Sections

Parents, Verizon on different wavelengths - P.S. 185 moms & dads reject offer to study cell phone towers

The Brooklyn Paper
Share on TwitterTweet
Share on Facebook
Subscribe

Don’t miss our updates:

Parents from Public School 185 have turned down an offer from Verizon Wireless to provide funding for a study of radio frequency data from the company’s cell towers situated on a building across the street from the school.

Members of the PTA at P.S. 185, Ridge Boulevard and 85th Street, rejected the offer after it was discussed at the group’s meeting, said Tressa Kabbez, the co-president of the PTA.

Verizon had offered to finance the study, said David Samberg, a company spokesperson, in an email statement, noting that it could have been conducted by “a third-party expert chosen by the community.”

However, explained Kabbez, “We still don’t have a 10-year study of what this will do over time.

“It is not what we really want,” Kabbez added, stressing, “We want them (the cell towers) removed because nobody knows what will happen over time.”

Besides rejecting the offer, parents also held their second protest against the installation, marching from the school to the Verizon Wireless store at 86th Street and Fifth Avenue. Objections have focused on the unknown health risks posed by the equipment.

In response to concerns expressed by the school’s PTA, on April 8th, Verizon had relocated the towers, which were initially installed on the exterior of 8701 Ridge Boulevard, facing the school. Now, the towers are on the building’s roof, 25 feet further away from the school, and pointed away from it.

“It is our sincere hope that these extra measures will allay any concerns expressed by parents and the community at large,” noted Samberg.

The towers were put up in early January, and parents have been battling to have them taken down ever since. There is particular concern about the long-term effects of radiation from the equipment, especially because there is a rooftop play area now under construction at the school.

However, actually getting the company to remove the equipment is extremely difficult, in large part because the Federal Telecommunications Act of 1996 basically prohibits municipalities from denying cell phone companies the ability to install transmission equipment, though it does allow local governments some say over such issues as placement and construction.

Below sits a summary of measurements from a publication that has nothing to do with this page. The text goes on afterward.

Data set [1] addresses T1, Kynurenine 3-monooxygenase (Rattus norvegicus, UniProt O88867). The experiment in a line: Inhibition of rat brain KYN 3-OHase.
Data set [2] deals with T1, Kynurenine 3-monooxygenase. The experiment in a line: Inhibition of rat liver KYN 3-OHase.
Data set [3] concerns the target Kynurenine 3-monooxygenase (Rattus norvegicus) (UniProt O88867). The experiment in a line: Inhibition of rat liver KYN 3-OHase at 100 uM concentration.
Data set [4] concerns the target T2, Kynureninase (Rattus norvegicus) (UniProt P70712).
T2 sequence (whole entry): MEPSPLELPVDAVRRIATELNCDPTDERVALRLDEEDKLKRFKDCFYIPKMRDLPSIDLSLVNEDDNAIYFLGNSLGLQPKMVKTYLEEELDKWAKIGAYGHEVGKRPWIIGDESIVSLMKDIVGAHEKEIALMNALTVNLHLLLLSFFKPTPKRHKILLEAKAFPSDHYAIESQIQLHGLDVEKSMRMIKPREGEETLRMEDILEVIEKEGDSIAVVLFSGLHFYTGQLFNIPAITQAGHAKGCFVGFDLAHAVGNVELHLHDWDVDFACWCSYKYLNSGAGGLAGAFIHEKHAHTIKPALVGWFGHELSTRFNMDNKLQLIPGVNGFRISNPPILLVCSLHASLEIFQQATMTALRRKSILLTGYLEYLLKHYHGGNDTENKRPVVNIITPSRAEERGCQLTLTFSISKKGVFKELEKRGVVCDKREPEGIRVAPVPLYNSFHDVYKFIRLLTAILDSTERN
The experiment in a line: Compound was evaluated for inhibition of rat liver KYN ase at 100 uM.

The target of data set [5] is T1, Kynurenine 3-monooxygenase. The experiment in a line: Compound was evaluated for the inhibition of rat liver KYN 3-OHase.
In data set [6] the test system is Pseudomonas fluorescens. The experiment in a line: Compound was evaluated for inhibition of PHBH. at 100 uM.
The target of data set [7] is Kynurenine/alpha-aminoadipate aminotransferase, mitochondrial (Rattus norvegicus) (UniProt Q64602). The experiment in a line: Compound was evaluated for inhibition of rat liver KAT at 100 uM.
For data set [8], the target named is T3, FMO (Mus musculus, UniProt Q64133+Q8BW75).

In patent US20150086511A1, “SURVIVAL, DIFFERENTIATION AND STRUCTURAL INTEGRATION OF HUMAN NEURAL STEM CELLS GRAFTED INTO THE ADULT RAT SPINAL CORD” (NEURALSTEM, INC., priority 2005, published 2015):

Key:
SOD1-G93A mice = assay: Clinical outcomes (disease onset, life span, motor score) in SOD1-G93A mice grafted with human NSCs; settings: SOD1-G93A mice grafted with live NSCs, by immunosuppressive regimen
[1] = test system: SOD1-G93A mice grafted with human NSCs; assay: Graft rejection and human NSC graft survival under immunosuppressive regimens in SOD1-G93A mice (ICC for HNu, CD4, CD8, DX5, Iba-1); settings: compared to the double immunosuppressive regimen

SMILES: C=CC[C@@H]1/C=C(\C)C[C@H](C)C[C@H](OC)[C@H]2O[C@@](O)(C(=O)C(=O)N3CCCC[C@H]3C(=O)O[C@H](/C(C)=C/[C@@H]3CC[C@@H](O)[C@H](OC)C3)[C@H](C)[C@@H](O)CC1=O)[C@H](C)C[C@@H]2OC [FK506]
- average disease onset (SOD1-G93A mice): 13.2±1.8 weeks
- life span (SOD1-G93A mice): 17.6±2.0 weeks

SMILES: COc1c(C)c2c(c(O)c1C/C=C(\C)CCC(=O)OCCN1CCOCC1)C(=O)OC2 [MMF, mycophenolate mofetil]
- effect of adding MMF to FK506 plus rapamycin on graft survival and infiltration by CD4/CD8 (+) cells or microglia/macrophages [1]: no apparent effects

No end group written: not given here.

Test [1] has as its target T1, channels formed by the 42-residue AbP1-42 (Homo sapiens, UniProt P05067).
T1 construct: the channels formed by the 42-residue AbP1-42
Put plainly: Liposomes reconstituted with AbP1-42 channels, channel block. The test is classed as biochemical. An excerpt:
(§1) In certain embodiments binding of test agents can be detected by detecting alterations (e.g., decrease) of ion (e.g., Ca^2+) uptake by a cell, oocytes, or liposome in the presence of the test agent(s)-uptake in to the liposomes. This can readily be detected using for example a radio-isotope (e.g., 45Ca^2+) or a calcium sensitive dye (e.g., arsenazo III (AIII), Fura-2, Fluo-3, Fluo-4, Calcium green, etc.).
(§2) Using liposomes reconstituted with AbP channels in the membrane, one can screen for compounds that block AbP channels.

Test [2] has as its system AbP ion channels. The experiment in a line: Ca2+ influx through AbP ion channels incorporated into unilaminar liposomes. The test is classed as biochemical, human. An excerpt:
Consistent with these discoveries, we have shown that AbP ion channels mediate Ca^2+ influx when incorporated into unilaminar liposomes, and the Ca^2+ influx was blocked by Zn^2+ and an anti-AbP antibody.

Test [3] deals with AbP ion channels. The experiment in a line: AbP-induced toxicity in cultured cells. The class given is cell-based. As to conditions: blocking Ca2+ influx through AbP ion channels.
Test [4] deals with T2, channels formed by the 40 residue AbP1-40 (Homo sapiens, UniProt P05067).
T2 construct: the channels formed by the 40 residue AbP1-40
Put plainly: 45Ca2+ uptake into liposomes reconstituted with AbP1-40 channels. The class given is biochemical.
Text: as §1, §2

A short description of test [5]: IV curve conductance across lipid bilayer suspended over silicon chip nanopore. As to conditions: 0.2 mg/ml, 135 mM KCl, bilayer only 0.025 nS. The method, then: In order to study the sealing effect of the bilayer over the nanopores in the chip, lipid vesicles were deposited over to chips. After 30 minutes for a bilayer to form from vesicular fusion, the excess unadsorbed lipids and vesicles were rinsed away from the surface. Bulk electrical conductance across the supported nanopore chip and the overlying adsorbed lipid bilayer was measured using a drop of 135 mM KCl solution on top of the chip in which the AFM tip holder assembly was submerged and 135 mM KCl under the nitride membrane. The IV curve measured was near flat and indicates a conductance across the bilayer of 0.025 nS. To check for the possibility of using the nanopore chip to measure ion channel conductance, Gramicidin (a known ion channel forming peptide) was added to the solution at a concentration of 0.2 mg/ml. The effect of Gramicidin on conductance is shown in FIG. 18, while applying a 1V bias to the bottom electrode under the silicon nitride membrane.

As it now stands, cell phone companies are not even required to notify the community of impending installations.

Among efforts to control cell tower siting is legislation introduced by State Senator Marty Golden and Assemblymember Janele Hyer-Spencer that would prevent cell phone companies from putting antennae within 500 feet of a school, plus require 90 day notice to the community.

Explained Hyer-Spencer, “While awaiting concrete evidence of potential health risks, we cannot sit idly by and gamble with the lives of hundreds of innocent students.”

In addition, City Councilmember Vincent Gentile has co-sponsored legislation that would require the city’s Department of Buildings (DOB), which issues permits for cell phone towers, to notify elected officials and the community board when such permits are requested.

Dialogue between parents and Verizon Wireless will continue, said Golden aide John Quaglione, who told this paper that a meeting between the parties had been brokered by Golden, to take place, “Within the next 10 days.”

The legislation introduced recently, Quaglione added, was, “Getting the attention of the cell phone industry, that this is a real problem, that putting the equipment up near schools is a no-no. The parents are keeping the pressure on. So, it’s not over yet.”

Updated 11:48 am, January 16, 2019
Today’s news:
Share on TwitterTweet
Share on Facebook
Subscribe

Don’t miss our updates:


Reasonable discourse

Comments closed.

First name
Last name
Your neighborhood
Email address
Daytime phone

Your letter must be signed and include all of the information requested above. (Only your name and neighborhood are published with the letter.) Letters should be as brief as possible; while they may discuss any topic of interest to our readers, priority will be given to letters that relate to stories covered by The Brooklyn Paper.

Letters will be edited at the sole discretion of the editor, may be published in whole or part in any media, and upon publication become the property of The Brooklyn Paper. The earlier in the week you send your letter, the better.

Keep it local!

Stay in touch with your community. Subscribe to our free newsletter: